This report explores in what way greening and enhancing sustainability of agriculture could be best supported within the CAP: by greening of direct payments (1 st pillar) or by contracts for agri-environmental management (2 nd pillar). Additionally it is explored for which goals it would be meaningful to implement a collective approach for agri-environmental management, next to the current objectives of the support of internationally protected species. The most relevant issues in the Netherlands concerning the sustainable management of natural resources, climate change and biodiversity are the point of departure of the analysis. For a couple of issues it is analysed which objectives can be best reached with which measures and instruments within the CAP.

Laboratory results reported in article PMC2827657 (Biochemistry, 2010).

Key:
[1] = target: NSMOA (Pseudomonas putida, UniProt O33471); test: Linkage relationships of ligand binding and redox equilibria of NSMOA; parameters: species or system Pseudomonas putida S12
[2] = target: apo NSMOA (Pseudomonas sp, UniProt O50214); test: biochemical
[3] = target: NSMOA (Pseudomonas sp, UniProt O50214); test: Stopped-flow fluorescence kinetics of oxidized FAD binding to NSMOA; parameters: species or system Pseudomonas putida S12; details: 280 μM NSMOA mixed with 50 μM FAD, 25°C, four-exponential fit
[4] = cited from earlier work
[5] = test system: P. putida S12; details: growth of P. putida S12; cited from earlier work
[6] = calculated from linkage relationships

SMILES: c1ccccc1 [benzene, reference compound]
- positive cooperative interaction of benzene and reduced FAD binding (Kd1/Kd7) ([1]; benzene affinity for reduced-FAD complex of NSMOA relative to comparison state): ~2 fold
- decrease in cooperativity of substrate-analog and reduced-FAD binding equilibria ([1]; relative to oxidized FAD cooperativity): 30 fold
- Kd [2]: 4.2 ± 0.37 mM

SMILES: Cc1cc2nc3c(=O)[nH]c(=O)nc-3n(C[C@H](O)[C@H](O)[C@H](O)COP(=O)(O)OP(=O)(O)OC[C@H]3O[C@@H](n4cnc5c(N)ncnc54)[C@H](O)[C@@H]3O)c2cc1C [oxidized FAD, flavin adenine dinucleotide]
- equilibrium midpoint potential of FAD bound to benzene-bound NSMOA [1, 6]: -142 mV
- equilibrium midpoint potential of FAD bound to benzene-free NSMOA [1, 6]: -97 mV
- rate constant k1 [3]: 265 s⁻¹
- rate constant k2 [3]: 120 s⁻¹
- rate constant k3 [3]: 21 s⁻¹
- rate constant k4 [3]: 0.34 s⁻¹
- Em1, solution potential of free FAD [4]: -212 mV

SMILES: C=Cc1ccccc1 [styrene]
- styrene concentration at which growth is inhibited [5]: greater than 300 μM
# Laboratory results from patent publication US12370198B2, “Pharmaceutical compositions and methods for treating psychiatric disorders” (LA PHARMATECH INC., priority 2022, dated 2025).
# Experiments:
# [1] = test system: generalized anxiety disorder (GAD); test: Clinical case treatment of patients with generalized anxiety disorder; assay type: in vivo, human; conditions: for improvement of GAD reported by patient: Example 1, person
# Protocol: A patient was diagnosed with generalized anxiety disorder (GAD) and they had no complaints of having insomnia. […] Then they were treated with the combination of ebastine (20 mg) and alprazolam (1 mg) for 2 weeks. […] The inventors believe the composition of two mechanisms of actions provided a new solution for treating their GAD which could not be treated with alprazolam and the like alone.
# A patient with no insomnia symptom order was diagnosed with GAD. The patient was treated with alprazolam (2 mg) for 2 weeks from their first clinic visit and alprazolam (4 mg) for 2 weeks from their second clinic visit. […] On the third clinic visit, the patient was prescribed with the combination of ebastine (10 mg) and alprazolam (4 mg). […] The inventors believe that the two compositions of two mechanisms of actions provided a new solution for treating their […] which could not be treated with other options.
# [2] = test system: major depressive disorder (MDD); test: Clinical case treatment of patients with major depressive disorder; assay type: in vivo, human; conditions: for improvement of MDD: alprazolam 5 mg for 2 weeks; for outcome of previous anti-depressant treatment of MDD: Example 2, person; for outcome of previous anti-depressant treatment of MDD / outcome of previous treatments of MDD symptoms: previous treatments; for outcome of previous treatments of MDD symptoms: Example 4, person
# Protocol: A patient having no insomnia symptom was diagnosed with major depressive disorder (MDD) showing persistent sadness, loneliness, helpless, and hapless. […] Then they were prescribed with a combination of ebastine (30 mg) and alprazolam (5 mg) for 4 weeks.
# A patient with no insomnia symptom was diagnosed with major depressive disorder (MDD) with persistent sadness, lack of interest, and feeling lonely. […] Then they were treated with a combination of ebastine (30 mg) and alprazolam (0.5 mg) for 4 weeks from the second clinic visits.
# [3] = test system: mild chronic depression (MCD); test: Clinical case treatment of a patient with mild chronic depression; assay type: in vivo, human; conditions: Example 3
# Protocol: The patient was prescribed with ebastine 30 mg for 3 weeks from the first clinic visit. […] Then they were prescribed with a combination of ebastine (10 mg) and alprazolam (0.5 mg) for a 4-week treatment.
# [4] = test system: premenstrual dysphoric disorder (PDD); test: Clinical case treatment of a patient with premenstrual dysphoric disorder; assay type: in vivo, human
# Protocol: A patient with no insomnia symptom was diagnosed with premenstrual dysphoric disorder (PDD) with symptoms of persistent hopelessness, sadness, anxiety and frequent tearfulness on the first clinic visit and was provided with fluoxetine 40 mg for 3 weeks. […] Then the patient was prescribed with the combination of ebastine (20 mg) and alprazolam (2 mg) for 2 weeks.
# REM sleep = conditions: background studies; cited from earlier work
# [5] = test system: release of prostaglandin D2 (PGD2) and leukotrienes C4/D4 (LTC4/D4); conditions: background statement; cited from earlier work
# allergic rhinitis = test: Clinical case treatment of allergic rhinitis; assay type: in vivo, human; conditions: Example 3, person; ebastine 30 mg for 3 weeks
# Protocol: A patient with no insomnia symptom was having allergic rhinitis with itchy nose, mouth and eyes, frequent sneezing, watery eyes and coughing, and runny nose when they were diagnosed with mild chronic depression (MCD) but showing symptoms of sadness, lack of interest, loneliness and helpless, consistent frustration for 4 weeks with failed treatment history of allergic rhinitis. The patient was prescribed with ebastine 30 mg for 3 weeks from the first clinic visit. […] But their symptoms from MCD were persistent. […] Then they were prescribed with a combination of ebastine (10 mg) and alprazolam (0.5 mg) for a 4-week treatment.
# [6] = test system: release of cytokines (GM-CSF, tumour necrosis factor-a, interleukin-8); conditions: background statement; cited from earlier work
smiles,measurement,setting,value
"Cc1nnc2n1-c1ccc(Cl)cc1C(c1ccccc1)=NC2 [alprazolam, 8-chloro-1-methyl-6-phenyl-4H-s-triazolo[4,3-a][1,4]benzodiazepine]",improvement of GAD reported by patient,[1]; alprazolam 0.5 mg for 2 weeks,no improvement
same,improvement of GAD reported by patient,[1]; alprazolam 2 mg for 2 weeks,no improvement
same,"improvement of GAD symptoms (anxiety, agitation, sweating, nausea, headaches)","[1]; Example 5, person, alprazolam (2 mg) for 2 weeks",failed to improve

Off-stage ecosystem service burdens : A blind spot for global sustainability
Pascual, Unai ; Palomo, Ignacio ; Adams, William M. ; Chan, Kai M.A. ; Daw, Tim M. ; Garmendia, Eneko ; Gómez-Baggethun, Erik ; Groot, Dolf de; Mace, Georgina M. ; Martín-López, Berta ; Phelps, Jacob - \ 2017
Environmental Research Letters 12 (2017)7. - ISSN 1748-9318
biodiversity - cross-scale interactions - ecosystem assessments - global sustainability - IPBES - IPCC - teleconnections